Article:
Company Directors’ Drawings – Are You Recording Them Properly?

Directors must be prepared to justify their drawings and salaries.


Failing to properly record company directors’ drawings can have disastrous consequences.

Effective financial management is vital for a business’ success and sustainability.  And one crucial aspect of this management is properly recording directors’ drawings.

If you’re a company director, you may be tempted to use the company’s funds to pay for your own personal expenses.  These type of transactions are typically called company director drawings.  But they are also often classified as salary or dividends.

You might be tempted to withdraw money to pay for your new boat, holiday, pay your mortgage or simply pay yourself a regular “salary”.  You may think that what you are doing is reasonable.  However, you may be exposed to being held personally liable for the funds you have withdrawn.

In this article, we will explore the importance of properly recording company directors’ drawings.

Legal Compliance

Recording company directors’ drawings accurately is not just a matter of good business practice.  It’s often a legal requirement.

Many countries, including New Zealand, have specific legal provisions governing how company directors’ drawings should be recorded and reported.

Failing to comply with these regulations often results in fines, penalties, or legal action against the company and its directors.

Company legislation is strict.  If your company is “wound-up” (liquidated) these withdrawals would be subject to close scrutiny by a Liquidator.

A Liquidator is legally bound to collect monies owed to the company and, if necessary, sell the company’s assets.

During a liquidation, a company's assets are sold off to pay its debts.
During a liquidation, a company’s assets are sold off to pay its debts.

During a liquidation, they could (and most certainly would) demand that you repaid some, or all, of the withdrawals you made.  They would almost certainly make you personally liable for any excess salary paid above market rates or those that exceed the company’s profits.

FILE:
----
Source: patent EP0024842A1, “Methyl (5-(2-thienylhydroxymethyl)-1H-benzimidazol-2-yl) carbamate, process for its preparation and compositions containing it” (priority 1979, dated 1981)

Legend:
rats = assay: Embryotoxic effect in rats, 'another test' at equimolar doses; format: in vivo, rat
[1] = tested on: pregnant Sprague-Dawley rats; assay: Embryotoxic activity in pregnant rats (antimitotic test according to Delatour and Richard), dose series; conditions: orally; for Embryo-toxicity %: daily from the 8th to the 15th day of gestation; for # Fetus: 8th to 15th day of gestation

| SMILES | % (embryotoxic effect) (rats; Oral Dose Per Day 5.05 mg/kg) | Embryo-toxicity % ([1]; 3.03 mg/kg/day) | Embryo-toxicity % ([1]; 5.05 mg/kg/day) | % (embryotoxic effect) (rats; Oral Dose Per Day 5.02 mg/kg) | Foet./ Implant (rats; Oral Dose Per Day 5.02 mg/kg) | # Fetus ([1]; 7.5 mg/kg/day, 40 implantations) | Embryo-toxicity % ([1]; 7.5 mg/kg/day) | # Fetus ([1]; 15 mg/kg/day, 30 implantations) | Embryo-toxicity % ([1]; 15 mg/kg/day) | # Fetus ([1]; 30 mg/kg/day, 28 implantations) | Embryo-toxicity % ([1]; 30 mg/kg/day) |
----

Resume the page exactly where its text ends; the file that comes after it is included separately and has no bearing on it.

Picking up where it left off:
If you pay yourself drawings, wages, or salary, without preparing the relevant company resolutions and solvency certificates, you may be in breach of company legislation.  Or your company’s constitution.

The law doesn’t allow ignorance as an excuse and directors can be heavily fined.

It is a good idea to check your company’s constitution.  It may be more stringent than the rules laid out in the Companies Act 1993.  The Act stipulates payments to directors requires directors to sign a certificate of solvency.

The certificate formally documents that, in the directors’ opinion, the payments were fair and reasonable to the company.  The certificate must also state the basis for the directors’ opinion.

Transparency and Accountability

Another fundamental principles of good corporate governance is transparency. Properly recording company directors’ drawings ensures transparency in financial transactions within the organisation.

When such transactions are accurately recorded, it’s easier for stakeholders, including shareholders, investors, and regulators, to understand how the company utilises its funds.

This transparency helps build trust among stakeholders.  They can see that company resources are not being misused or diverted for personal gain. Transparent financial reporting enhances the company’s credibility.  This can be critical when seeking investment or financing opportunities.

Ambiguity will not be your friend during a liquidation.  Often, seemingly “legitimate” business expenses might be difficult to distinguish from drawings.  It’s helpful to record expenses diligently.  If they are not recorded correctly, such as entertainment, expenses may be reclassified as drawings.

If a Liquidator has any doubt, they will treat these expense as drawings.  It could be very hard for you to prove otherwise if you haven’t kept proper records.

Transparency builds trust and credibility